11 Free Chicken Coop Plans & Ideas You Can Easily DIY
Sep 25, 2023
Chickens are some of the best animals to care for when talking about traditional farmyard animals.
Their waste makes for great fertilizer, and they eat weeds in your green patches. They’re nature's little lawnmowers!
However, coming up with a design or idea for what their coop or shed should look like can be a frustrating process.
This is especially true if you have never built one before, as it can take quite a bit of planning to get everything just right.
But don't despair, we’ve got you covered. Here are some ideas on how to build a chicken coop that will keep them happy while also keeping you interested. Plus, they’ll look great once they’re finished!
What's In This Article
To start our list with an urban twist, we have a chicken shed that is perfect for those homes that don't have the luxury of a farm or wide-open field to keep their little feathery friends.
The Chicken Shed Urban Farm is designed for small spaces, such as apartments, condos, townhomes, duplexes, etc.
It can be built in a few hours with basic carpentry skills, but it also includes many details you will need to build a more permanent structure.
This one has been designed by a professional architect, which makes it very easy to follow along with all the steps included.
And if you’re into this style, there are even some other plans available for you to choose from!
As always, we encourage everyone to follow local building codes and regulations before beginning any home improvement project.
Whilst this chicken shed idea may be limited to what you already have in your backyard or other open space, this is the perfect idea for reusing an old children's play space and breathing new life into it, by making it your chicken's home! This is perfect, especially if your kids have started aging up and out of using their old playhouse.
We love this idea because it allows you to make something useful out of something that was just sitting around collecting dust.
Plus, it adds another fun element to your child's backyard, whilst still giving them plenty of room to roam about outside.
So, when it comes time to decorate, you can add whatever theme suits your family best – whether it's a farm theme, a pirate ship theme, etc.
You can either use found items that you have lying around or buy everything new.
This is a great way to give back to the environment while adding a bit of character to your yard.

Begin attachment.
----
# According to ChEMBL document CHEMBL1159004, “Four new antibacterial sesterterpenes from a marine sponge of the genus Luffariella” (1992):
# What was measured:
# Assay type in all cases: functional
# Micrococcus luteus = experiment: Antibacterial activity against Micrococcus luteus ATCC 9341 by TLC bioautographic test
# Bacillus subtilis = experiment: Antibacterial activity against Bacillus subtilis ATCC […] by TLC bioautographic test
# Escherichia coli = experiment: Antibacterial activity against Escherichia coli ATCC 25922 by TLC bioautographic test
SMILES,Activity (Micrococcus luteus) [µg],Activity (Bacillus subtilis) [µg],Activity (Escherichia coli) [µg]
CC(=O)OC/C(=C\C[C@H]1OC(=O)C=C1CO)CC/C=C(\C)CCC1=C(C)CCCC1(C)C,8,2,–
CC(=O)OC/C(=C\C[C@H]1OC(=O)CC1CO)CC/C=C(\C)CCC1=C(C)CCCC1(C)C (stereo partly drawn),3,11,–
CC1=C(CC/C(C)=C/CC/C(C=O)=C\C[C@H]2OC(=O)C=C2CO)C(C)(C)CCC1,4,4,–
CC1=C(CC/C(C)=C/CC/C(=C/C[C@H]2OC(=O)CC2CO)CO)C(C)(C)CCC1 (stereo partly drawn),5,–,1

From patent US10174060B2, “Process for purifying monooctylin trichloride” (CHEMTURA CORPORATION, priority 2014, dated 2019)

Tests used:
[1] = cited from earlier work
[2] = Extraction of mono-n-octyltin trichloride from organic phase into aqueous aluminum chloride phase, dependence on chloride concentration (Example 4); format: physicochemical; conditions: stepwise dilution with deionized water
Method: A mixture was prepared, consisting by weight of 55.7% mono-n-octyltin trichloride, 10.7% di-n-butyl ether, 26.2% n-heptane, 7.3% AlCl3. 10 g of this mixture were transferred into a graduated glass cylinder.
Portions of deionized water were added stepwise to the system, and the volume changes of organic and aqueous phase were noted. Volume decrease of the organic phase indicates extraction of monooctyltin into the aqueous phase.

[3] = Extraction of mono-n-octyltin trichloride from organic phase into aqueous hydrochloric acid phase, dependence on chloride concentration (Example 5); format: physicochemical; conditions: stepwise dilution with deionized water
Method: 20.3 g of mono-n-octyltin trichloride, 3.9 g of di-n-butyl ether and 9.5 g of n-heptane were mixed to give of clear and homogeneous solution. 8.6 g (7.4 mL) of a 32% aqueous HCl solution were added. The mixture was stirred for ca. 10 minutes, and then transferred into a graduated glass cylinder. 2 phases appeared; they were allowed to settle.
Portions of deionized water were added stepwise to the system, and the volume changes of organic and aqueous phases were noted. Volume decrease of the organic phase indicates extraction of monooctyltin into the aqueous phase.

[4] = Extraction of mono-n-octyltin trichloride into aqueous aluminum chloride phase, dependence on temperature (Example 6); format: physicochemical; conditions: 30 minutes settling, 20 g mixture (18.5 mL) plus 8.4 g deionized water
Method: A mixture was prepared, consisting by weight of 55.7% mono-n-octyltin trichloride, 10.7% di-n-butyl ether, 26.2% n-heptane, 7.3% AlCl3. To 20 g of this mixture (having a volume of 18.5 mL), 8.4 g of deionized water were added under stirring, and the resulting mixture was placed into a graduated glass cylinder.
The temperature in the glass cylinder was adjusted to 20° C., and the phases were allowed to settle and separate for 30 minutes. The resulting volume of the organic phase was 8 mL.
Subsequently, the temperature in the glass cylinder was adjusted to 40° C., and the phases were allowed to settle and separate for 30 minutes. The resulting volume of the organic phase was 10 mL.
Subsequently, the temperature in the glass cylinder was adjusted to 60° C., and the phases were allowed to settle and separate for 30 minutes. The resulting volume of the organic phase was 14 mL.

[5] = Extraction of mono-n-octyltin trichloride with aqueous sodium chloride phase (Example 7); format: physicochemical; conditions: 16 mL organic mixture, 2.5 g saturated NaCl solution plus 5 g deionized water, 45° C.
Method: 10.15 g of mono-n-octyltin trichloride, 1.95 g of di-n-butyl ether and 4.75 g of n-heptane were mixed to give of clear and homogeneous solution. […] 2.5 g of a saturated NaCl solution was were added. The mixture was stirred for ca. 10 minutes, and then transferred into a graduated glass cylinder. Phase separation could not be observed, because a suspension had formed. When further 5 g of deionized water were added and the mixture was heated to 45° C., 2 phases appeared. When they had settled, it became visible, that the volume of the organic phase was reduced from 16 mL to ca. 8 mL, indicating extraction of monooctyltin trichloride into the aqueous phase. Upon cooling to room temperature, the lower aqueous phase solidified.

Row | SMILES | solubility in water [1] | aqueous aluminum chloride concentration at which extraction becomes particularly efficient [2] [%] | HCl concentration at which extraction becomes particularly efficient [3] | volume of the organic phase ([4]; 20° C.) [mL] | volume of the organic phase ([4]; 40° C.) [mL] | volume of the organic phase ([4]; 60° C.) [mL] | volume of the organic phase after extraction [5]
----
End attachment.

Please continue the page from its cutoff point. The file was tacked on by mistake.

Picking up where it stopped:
You could use the same design for a large enclosed chicken coop too, so it would work well for any type of smaller animal.
If you’re looking for a chicken shed for just a few chickens, 2 or 3 at most, then you may want to take a look at this miniature coop design.
Whilst it might have a somewhat small size to it, the floor plan means that your chickens won't even know that their home is anything other than cozy, and fit for purpose!
They’ll be able to scratch around, run through the grass and enjoy a nice comfy bed.
It is quite easy to construct too, and if you do decide to go ahead and build one, then you’ll find yourself having a lot less hassle than if you were going to build a full-sized version.
There's no reason why you couldn't put in a garden or vegetable patch to grow your food, and feed your flock of hens as well. If you’ve got the space, why not?
This is a beautiful, modern chicken shed that feels like a palace, especially for any chicken lucky enough to live in one! It's got a lovely green roof that provides shade for your chickens and also protects them from the rain.
If you’d prefer to have a traditional chicken shed, then you don't need to worry about finding extra storage space.
You can simply leave the door closed during the night, and keep it open during the day to allow your chickens access to fresh air.
Plus, it's made from wood, so you can easily wash off any bird poop stains too!
This particular design is perfect for those who live in cooler climates, where they want warmth, but don't want to spend money heating the whole thing.
It does mean that you will need to provide some sort of heat source though, which you can do with a simple heater, or you could opt for a solar-powered option.
It has a removable top cover, which makes cleaning the inside easy, plus there are two doors, both of which slide along tracks, making it easy to get into and out of.
This is a fantastic chicken coop that looks great in its natural surroundings, and even better when it's finished.
It's got a real barn look to it, with a lovely red roof, and a large, solid-looking door.
The roof isn't flat though, which means that it won't be letting in much light unless you make sure you place it near a sunny spot.
It seems to block the sun and may become a bit gloomy inside. But there are small vents on each side, which should help to prevent this.
You could plant flowers and shrubs around the outside of the shed to give it a more homely feel, and add a touch of nature to your backyard.
If you’re going to use this type of coop, you’ll need to find somewhere safe to store your eggs.